Biology B1 Revision

The revision notes i made for B1,

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B1 1.1
Friday, May 04, 2012
4:05 PM
Diet and exercise
A healthy diet has the right balance of food types. Carbohydrate, fat
and protein are used by the body to release energy and build cells.
Mineral ions and vitamins are needed to keep the body healthy. If the
diet is unbalanced a person can become malnourished.
If you exercise, more energy is used by the body. Exercise increases
the metabolic rate, which means that the chemical reactions in cells
work faster.
The proportion of muscle to fat in your body and you inherited
factors can also affect your metabolic rat.
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B1 1.2
20 May 2012
Weight problems
It is important for good health to get the energy balance correct.
If the energy you take in equals the energy you use then your mass
will stay the same. Eating too much food can lead to becoming
overweight and obese.
Long term obesity can lead to severe health problems including Type 2
diabetes (high blood sugar).
These problems can be reduced by eating less carbohydrate and
increasing the amount of exercise.…read more

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B1 1.3
20 May 2012
Inheritance, exercise and health
Your metabolic rate can be affected by the genes you inherit from your
There are 2 types of cholesterol. You need 'good' cholesterol for your
cell membranes to make vital substances.
Small numbers of the population inherit high levels of 'bad'
cholesterol, which can lead to heart disease.
Foods rich in saturated fat can also increase blood cholesterol
By exercising regularly a person can increase their metabolic rate and
lower high cholesterol levels.…read more

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B1 1.4
20 May 2012
Pathogens cause infectious diseases.
Pathogens are tiny microorganisms - usually bacteria or viruses.
When bacteria or viruses enter the body they reproduce rapidly. They
can make you feel ill by producing toxins (poisons).
Viruses are much smaller than bacteria and reproduce inside cells. The
damage cells also makes you ill.
Before bacteria and viruses had been discovered, a doctor called
Semmelweiss realised that infection could be transferred from person
to person.…read more

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B1 1.5
20 May 2012
Defence mechanisms
The skin prevents pathogens getting into the body.
Pathogens are also trapped by mucus and killed in stomach acid.
White blood cells are part of the immune system. They do three things
to defend the body:
They ingest pathogens. This means they digest and destroy them.
They produce antibodies to help destroy particular pathogens.
They produce antitoxins to counteract the toxins that pathogens
produce.…read more

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B1 1.6
20 May 2012
Using drugs to treat diseases
Antibiotics kill infective bacteria in the body.
Penicillin is an antibiotic, but there are many others. It was
discovered by Alexander Fleming in 1928.
Viruses are difficult to kill because they reproduce inside the body
cells, so any treatment could also damage the body cells.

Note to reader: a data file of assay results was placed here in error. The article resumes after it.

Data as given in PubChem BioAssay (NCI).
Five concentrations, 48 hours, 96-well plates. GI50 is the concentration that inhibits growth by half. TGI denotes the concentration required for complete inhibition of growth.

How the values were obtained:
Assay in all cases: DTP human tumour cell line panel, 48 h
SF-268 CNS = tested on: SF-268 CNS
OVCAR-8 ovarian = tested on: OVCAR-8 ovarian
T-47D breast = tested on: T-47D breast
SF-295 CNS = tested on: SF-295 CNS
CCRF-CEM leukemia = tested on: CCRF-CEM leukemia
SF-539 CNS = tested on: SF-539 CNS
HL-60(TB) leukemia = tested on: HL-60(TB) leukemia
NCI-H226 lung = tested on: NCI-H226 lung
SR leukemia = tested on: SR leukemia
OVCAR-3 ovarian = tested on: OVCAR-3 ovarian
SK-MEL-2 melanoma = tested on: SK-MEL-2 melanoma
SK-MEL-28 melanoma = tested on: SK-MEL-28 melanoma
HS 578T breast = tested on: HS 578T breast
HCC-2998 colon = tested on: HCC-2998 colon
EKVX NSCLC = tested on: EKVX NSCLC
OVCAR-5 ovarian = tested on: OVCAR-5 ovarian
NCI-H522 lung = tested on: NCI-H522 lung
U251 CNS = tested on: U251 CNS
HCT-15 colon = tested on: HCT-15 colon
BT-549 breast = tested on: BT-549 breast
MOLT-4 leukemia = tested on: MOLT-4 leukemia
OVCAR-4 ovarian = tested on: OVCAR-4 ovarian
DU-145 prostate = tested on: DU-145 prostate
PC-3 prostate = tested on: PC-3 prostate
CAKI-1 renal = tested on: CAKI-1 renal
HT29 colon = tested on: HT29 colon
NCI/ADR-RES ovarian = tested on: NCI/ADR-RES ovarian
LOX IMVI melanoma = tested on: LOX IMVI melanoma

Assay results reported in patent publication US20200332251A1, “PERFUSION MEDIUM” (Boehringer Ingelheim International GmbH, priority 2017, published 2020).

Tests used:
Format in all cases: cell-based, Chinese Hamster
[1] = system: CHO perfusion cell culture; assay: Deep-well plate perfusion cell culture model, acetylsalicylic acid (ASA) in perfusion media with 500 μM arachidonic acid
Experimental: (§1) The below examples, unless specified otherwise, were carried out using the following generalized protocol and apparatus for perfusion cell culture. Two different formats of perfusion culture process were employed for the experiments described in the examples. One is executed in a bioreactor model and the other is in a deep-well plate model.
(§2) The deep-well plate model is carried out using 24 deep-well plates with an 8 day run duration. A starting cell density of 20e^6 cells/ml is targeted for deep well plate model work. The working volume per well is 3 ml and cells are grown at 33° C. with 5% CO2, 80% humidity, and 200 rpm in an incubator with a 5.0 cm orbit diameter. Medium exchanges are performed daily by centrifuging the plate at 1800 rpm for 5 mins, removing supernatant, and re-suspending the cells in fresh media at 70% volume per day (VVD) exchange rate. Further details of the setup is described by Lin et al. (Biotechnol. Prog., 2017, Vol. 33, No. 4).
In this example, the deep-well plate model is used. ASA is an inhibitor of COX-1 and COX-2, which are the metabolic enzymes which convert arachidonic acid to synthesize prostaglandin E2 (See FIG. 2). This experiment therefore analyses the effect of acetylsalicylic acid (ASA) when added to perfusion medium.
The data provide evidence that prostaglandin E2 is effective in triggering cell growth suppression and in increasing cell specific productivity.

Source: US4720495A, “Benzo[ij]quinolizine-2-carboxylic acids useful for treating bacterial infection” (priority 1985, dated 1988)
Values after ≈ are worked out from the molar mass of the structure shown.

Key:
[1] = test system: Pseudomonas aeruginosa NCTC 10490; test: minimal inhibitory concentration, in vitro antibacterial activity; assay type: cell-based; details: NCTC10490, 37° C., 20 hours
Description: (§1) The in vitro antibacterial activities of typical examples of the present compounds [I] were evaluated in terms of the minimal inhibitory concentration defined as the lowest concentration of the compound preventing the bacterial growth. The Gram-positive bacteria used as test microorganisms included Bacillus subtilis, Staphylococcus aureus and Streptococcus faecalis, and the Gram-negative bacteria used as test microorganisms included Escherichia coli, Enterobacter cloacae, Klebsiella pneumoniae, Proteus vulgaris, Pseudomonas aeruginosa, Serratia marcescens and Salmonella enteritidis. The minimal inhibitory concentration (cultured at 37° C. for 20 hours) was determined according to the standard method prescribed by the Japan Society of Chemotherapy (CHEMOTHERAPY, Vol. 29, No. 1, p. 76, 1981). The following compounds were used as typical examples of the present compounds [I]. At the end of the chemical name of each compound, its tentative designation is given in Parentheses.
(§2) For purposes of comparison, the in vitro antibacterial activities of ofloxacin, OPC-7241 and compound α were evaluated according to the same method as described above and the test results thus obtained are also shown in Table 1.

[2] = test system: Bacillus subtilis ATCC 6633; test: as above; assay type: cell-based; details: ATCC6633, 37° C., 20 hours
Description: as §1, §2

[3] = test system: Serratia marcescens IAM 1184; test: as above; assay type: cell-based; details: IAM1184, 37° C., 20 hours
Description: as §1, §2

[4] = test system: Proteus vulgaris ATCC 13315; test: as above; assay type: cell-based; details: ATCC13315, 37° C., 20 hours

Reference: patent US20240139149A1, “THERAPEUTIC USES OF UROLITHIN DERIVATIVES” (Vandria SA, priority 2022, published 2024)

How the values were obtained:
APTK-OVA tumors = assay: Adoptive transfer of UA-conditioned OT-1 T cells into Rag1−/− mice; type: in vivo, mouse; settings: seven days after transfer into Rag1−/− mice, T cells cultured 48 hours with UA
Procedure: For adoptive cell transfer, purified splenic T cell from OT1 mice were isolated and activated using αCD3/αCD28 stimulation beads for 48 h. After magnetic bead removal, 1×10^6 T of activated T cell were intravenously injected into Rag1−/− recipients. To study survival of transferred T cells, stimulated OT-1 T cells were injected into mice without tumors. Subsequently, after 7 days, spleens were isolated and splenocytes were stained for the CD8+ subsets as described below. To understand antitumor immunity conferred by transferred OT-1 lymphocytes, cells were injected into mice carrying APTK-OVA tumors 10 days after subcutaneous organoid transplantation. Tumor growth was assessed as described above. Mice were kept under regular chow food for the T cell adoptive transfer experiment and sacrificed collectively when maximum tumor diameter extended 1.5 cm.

Painkillers and other drugs relieve the symptoms of a disease but do
not kill the pathogen.
Your immune system will usually overcome the viral pathogens.…read more

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B1 1.7
20 May 2012
Growing and investigating bacteria
Pure cultures of non-pathogenic bacteria can be used for laboratory
A culture of microorganisms can be used to find the effect of
antibiotics on bacteria.
Investigations need uncontaminated cultures of microorganisms. Strict
health and safety procedures are used to protect yourself and others.
Contamination might come form your skin, the air, the soil or the
water around you.
If the culture is contaminated other bacteria could grow, including
pathogens.…read more

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B1 1.8
20 May 2012
Changing pathogens
Some pathogens, particularly viruses, can mutate resulting in a new
form called a mutation.
Very few people are immune to these changed pathogens so disease can
spread quickly.
Diseases that spread within a country result in an epidemic. Those
that spread across countries result in a pandemic.
The MRSA 'super bug' is a bacterium that has evolved through natural
selection. MRSA and other bacteria have become resistant to the common
antibiotics.…read more

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B1 1.9
20 May 2012
Dead or inactive forms of a pathogen are used to make a vaccine.
Vaccines can be injected into the body.
The white blood cells react by producing antibodies.
This makes the person immune. It prevents further infection because
the body responds quickly by producing more antibodies.
The antibodies recognise the antigen (protein shape) on the pathogen.
The MMR vaccination is one of several vaccines. MMR is given to
prevent mumps, measles and rubella.…read more

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B1 1.10
20 May 2012
How do we deal with disease?
Most people in a population need to be vaccinated to protect society
from very serious diseases.
Diseases such as measles can lead to long term damage to the body,
such as deafness and occasionally death.
Some vaccines cause side effects which may be mild or serious. So
there are advantages and disadvantages of vaccination.
Overuse of antibiotics can lead to the development of new strains of
bacteria.…read more


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